SDN Switches - Black, White and the Gray - Tech.in | 5G, SDN/NFV & MEC

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Monday, April 15, 2019

SDN Switches - Black, White and the Gray




Marcus Luttrell, a former US Navy SEAL once said "War is not black and white; it's gray. If you don't fight in the gray area, you're going to lose". Well, the hardware equipment vendors have realized, that in the era of SDN, if they don't fight in the gray area, they are going to lose. Several small startups and open source communities waged the SDN war on traditional equipment vendors, by fighting their proprietary black box switches with the white box switch. The equipment vendors retaliated back, by introducing gray box switches. 

(Also read: SDN white box switch vendors in the market)

If you are confused about the differences between the black and the white and the gray box switches, this article will rescue you. Equipment vendors are inventing new terminologies to keep them afloat - so that, they can continue to sell hardware equipment to enterprises, data centers and service providers. You can't blame them, as hardware is where they make money. 

Now, let us cut to the chase.

Black Box Switches

Black Box switches are the legacy network switches. Both the hardware and software running on those switches were developed by the same vendor. Black Box switches are typically propriety network equipment, using proprietary hardware and proprietary software. Customers using the Black Box switches cannot write their own applications. They've to go to the device vendor to get any customizations - involving long lead time and huge costs. You can compare this to the good old days where HP, IBM and Sun sold their Unix operating systems bundled with their proprietary hardware. Today, almost every network equipment vendor claims support for open APIs and SDN protocols in their black box switches. Black box switches are costly and customers get locked-into proprietary hardware and software. 


White Box Switches

One of the goals of SDN is to challenge the proprietary Black Box switches in the market. Thus came the White Box switches. White Box switches are typically SDN enabled switches. One of the major differences between the white box and black box switches is the decoupling of the software from the hardware. Customers would have an option of picking the software (network operating system / applications) of their choice and run it on a hardware of their choice. On top of it, White Box switches can be managed using open APIs or SDN protocols such as OpenFlow or OpenConfig. You can compare this to Microsoft Windows operating system running in Dell, HP or IBM hardware. There is no tight coupling between the hardware and software - however, they interoperate with each other. White Box switches are ideal for data center deployments, where reliability is achieved by flexibly moving the workload to a different server, rack or even datacenter. White Box switches are typically low cost and do not meet the service providers' "carrier grade" requirements.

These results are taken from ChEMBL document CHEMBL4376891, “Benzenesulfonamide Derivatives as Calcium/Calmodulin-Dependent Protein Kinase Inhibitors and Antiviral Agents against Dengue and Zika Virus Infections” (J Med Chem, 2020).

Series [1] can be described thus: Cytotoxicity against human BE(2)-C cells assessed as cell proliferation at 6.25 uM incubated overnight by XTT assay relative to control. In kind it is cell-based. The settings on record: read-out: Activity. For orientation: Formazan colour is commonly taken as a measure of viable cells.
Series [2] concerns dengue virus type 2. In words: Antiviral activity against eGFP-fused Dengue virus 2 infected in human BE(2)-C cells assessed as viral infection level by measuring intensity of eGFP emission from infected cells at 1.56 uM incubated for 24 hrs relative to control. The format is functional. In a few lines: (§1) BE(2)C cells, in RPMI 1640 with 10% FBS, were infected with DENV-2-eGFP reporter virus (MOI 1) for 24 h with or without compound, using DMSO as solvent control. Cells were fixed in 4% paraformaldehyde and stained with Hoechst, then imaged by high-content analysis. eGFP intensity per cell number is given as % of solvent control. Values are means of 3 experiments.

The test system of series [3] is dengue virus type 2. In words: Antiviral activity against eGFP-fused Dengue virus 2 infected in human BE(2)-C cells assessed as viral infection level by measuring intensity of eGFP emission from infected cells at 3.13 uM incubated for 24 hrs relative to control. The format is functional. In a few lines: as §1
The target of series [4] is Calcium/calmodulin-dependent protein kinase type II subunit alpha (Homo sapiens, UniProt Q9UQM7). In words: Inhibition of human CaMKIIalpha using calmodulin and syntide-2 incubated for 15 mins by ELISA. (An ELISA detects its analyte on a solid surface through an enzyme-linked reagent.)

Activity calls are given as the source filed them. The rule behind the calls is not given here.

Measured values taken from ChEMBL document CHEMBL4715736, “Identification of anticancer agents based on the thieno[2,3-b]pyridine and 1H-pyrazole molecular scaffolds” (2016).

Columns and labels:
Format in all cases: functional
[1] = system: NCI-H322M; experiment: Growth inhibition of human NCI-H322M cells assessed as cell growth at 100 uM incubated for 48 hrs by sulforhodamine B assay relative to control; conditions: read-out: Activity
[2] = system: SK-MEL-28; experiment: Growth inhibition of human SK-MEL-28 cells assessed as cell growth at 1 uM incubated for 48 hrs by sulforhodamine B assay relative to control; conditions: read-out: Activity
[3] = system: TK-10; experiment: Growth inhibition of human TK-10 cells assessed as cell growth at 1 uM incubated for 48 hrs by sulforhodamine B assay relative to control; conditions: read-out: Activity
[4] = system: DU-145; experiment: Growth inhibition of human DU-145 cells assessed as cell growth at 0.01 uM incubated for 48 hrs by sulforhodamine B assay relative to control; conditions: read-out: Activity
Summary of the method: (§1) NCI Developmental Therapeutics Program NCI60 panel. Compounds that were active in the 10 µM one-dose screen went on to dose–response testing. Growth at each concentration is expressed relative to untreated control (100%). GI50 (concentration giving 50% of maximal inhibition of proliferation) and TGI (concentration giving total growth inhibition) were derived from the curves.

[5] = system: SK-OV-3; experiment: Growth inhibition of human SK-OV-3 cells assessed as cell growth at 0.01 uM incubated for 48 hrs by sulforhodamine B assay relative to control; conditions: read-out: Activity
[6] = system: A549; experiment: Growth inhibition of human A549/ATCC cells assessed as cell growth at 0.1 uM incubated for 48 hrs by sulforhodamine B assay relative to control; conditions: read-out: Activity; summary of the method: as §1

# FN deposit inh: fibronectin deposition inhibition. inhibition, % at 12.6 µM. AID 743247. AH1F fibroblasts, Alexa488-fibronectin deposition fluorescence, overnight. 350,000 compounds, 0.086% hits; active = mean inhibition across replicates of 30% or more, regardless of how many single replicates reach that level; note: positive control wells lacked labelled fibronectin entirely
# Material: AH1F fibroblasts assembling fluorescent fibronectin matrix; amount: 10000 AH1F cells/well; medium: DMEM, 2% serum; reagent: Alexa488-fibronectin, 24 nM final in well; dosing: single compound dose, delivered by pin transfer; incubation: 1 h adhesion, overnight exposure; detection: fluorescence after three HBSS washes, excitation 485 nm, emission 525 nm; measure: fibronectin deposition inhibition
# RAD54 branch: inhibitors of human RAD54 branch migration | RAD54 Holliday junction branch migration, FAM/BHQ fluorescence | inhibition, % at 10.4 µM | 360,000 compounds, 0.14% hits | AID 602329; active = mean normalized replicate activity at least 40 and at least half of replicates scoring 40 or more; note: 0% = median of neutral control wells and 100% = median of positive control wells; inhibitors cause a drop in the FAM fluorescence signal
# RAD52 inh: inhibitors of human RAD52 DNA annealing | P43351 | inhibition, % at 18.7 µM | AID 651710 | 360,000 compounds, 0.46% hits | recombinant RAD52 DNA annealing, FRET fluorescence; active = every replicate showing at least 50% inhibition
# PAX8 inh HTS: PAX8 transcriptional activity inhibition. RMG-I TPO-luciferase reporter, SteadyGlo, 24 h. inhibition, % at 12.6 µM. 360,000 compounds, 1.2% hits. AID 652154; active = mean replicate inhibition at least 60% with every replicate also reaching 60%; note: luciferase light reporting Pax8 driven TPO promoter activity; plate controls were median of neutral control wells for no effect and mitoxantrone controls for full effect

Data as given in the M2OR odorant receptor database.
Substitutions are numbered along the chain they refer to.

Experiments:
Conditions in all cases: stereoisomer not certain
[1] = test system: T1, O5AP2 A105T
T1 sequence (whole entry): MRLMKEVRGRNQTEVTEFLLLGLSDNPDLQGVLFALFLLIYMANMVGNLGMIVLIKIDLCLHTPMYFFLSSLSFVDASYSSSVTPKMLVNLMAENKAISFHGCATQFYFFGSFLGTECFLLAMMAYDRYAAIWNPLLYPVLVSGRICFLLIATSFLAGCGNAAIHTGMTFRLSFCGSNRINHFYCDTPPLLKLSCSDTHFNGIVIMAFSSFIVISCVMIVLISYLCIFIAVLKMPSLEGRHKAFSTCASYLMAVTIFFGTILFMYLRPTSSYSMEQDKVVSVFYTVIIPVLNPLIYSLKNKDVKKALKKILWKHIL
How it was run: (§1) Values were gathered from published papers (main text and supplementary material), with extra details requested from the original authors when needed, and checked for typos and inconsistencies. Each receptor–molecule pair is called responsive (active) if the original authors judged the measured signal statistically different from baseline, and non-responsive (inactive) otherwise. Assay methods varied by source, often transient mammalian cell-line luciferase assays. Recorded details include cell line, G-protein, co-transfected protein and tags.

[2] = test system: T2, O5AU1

Gray Box Switches

In most cases, the white box switches came from vendors such as Advantech, Accton, Dell and HP. This posed a huge threat to the traditional network equipment vendors such as Juniper and Cisco. So, they started re-incarnating their traditional offerings and branded them as "open solutions". For example, they decoupled their network software from hardware and started licensing them to customers. They also invented a new breed of offering called the gray box switch. The gray box switch allows you to not only run the proprietary vendor software, but also allows you to run other vendors' software. Juniper's NFX250 Network Services Platform is a good example of the gray box. NFX250 is a Universal Customer Premise Equipment (CPE) platform that allows customers to run  other vendors' Virtual Network Functions (VNFs) in addition to supporting Juniper's VNFs. SD-WAN like use-cases require enterprise customers to run multiple VNFs on the edge to support services such as routing, firewall and WAN optimization.  Gray box switches serve as an ideal platform for running such applications. Gray box switches are "carrier grade" and they meet the service provider's reliability requirements. Hence, they are costlier than the whitebox switches.

So, which one of these network equipment is the best for your use? Actually, that depends on your use case, budget and reliability requirements. 

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